Group looks to bring Chinese garden to Phalen


A rendering of the structure imagined for the Chinese garden at Phalen Regional Park would feature southern-style Chinese architecture with sweeping eaves on the roofline. (submitted graphic)

Will hold community meeting Nov. 18

Linda Mealey-Lohmann has for years imagined putting in a Chinese garden in a St. Paul park.

Founder of the Minnesota-China Friendship Group, she’s been advocating for introducing Chinese gardens into the Twin Cities for well over a decade.

“There are four or five Japanese gardens in Minnesota, and there are no Chinese gardens,” she notes.

With a solid sister city relationship with the Chinese city Changsha that’s been going since 1988, she says putting in a Chinese garden at Phalen Regional Park would add to the sister city relationship.

While there’s no funding or complete plans at this point, the dream of putting in a Chinese garden isn’t outside possibility—a Chinese garden is on the park’s master plan, put out in 2011. The master plan puts a rough cost estimate for the garden at $1 million, which includes funding for a large, open-air pavilion, a terrace overlooking ponds, decorative Chinese rocks, a Changsha-style architectural structure, walking paths and vegetation.

The garden would be located to the north of the park swimming area, on the western shore of Lake Phalen.

The master plan also lists a renovation of the park’s amphitheater, picnic pavilion, and the historic waterfall, which was restored this spring, and the addition of a splash pad. The splash pad is currently in planning stages.

Ever since the garden made it into the master plan, Mealey-Lohmann said getting it off the ground was put on hold as her organization waited for St. Paul Parks and Recreation and Ramsey County Parks and Recreation to find staff time to work on the project.

Brad Meyer, spokesperson for St. Paul Parks and Recreation, said that for the Chinese garden to go in, the Minnesota-China Friendship Group needs to raise its own funds to get the project moving.

“Private funding still needs to be raised, and if the funding requirements are met, we would certainly look to move it forward as a project,” Meyer said.

Currently, St. Paul Parks and Rec is pursuing Legacy grant funding for parking and traffic improvements at Phalen Regional Park, as well as for improvements to the beach house.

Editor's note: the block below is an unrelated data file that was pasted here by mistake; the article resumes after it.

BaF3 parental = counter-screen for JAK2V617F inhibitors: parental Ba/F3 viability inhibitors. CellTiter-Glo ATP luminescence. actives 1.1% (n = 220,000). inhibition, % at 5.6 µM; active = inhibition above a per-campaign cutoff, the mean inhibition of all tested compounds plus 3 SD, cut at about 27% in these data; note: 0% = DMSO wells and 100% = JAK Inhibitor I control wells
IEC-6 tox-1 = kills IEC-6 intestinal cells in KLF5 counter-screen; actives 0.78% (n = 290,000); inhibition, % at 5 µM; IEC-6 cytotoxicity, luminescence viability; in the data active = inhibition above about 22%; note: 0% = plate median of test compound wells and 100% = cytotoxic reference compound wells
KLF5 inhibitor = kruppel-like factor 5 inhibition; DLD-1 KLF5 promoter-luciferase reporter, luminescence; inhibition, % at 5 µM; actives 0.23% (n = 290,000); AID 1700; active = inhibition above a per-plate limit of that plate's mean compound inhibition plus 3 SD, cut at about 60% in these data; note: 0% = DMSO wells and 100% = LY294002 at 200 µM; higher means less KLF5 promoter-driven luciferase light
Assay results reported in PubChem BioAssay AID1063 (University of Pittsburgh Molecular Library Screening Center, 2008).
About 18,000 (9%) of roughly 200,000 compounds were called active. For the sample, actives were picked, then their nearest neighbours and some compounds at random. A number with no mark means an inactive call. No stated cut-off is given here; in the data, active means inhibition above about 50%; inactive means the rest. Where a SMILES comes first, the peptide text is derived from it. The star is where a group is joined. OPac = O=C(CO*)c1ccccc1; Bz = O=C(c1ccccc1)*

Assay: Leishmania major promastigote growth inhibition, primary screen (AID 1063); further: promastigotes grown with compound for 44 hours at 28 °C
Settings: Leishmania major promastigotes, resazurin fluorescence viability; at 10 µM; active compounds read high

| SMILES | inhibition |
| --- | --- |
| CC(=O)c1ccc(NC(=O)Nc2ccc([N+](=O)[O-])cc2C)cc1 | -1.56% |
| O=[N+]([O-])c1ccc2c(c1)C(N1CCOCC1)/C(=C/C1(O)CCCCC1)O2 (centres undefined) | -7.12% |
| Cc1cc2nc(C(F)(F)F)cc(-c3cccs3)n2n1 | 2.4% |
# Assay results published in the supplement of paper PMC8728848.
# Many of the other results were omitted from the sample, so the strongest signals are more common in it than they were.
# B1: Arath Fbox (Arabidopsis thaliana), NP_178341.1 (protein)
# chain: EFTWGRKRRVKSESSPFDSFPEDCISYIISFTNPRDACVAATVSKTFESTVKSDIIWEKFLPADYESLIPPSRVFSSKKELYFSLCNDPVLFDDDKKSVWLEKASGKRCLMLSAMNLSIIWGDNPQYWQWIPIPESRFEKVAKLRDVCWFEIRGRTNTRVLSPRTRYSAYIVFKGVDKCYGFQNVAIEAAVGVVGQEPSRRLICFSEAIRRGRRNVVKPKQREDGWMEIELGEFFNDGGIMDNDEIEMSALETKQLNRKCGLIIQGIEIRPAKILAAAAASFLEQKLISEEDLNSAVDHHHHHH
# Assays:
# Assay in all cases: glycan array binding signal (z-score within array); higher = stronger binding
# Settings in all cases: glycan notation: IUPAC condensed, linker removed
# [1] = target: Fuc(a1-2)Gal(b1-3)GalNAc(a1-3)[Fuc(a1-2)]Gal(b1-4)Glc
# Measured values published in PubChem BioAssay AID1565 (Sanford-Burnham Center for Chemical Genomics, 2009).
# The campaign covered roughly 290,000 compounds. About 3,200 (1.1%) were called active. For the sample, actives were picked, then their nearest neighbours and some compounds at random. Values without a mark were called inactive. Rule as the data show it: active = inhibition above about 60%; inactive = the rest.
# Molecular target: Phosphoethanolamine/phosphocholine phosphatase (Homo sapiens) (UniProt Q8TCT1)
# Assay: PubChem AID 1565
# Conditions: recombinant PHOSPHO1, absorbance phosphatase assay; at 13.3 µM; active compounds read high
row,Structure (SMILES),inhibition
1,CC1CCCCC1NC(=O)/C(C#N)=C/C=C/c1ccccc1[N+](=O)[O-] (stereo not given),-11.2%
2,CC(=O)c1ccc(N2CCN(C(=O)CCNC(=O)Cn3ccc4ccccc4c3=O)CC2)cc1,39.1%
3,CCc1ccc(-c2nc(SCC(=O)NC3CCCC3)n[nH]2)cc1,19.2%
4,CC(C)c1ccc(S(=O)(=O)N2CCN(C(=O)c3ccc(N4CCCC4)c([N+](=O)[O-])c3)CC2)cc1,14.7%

“A nice amenity”

But, hoping to reignite interest in the garden, the Minnesota-China Friendship Garden Society will reach out to residents at public meetings to try to get momentum rolling for the project.

A meeting held in collaboration with the Payne Phalen District Council will take place on Tuesday, Nov. 18 from 6:30 to 8:30 p.m. at the Arlington Hills Community Center, 1200 Payne Ave.

William Zajicek, an East Side resident who lives near Lake Phalen, said he was excited to be helping the group generate interest for the garden.

“I think Lake Phalen is one of the big assets that we have in the city of St. Paul,” he said. “Something like this would really be a nice amenity for the whole community.”

Mealey-Lohman said the sister city relationship with Changsha was further cemented in 2006 when a sculptor from Changsha was brought in for “Minnesota Rocks!” a rock sculpting event put on by Public Art St. Paul.

Chinese artist Lei Yixin sculpted a rock that is now displayed at Phalen Regional Park.

Lei is an internationally known artist—he’s responsible for creating and carving the 30-foot Martin Luther King, Jr. Memorial “Stone of Hope” installed in Washington, D.C.

Mealey-Lohman has a master’s degree in Chinese language and literature and says she has “this love of Chinese culture.”

To boot, she said Minnesota has an important historical connection with China dating from the late 1800s that many Minnesotans don’t know about, including Chinese workers coming to work on tracks for James J. Hill’s Great Northern Railway.

Contact Patrick Larkin at 651-748-7816 or at eastside@lillienews.com. Follow him on Twitter at @ESRPatrickLark.

 

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